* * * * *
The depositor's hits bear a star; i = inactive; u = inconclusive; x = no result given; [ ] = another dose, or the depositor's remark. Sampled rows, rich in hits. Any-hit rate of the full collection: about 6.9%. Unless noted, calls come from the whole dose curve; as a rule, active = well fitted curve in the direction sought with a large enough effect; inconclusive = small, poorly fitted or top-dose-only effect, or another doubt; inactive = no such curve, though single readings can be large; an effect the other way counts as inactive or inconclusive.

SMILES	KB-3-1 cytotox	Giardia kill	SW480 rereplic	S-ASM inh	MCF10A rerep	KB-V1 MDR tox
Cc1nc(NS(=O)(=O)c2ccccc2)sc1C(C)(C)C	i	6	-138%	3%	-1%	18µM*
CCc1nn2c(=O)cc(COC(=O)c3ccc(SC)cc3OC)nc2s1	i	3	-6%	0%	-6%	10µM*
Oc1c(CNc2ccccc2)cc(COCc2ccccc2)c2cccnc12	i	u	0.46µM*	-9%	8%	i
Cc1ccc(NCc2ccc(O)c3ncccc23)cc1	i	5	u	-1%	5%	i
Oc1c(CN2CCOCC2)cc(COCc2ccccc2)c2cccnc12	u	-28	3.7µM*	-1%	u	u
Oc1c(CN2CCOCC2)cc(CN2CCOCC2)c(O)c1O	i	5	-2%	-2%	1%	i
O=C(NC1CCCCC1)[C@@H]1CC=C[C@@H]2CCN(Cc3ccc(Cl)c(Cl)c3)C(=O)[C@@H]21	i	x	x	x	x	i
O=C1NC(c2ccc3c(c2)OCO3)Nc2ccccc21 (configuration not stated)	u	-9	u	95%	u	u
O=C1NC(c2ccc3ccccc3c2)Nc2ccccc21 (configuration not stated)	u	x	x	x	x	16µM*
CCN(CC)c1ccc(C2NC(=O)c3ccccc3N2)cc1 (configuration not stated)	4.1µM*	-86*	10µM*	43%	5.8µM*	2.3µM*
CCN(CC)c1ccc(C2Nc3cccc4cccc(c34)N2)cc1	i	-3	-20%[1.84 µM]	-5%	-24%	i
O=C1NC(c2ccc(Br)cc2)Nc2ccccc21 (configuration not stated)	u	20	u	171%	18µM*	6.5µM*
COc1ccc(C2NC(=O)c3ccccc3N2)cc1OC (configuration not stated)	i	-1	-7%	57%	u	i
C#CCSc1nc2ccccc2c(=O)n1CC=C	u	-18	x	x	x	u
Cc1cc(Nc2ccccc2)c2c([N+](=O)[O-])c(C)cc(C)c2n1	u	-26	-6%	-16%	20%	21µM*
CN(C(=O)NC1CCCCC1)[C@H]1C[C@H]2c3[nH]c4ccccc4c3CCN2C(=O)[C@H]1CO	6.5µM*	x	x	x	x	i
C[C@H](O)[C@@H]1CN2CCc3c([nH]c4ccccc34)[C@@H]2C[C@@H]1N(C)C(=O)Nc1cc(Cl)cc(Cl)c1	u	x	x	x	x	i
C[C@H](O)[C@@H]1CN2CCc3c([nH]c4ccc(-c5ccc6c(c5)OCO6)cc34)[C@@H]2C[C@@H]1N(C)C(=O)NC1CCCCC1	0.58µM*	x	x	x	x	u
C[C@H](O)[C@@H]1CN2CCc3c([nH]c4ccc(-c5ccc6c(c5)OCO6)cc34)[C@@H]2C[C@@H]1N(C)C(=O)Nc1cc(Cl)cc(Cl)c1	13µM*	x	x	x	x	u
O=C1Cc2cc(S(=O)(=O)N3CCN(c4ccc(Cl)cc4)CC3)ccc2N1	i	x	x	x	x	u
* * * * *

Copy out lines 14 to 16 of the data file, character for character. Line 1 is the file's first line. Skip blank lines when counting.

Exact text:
O=C1NC(c2ccc(Br)cc2)Nc2ccccc21 (configuration not stated)	u	20	u	171%	18µM*	6.5µM*
COc1ccc(C2NC(=O)c3ccccc3N2)cc1OC (configuration not stated)	i	-1	-7%	57%	u	i
C#CCSc1nc2ccccc2c(=O)n1CC=C	u	-18	x	x	x	u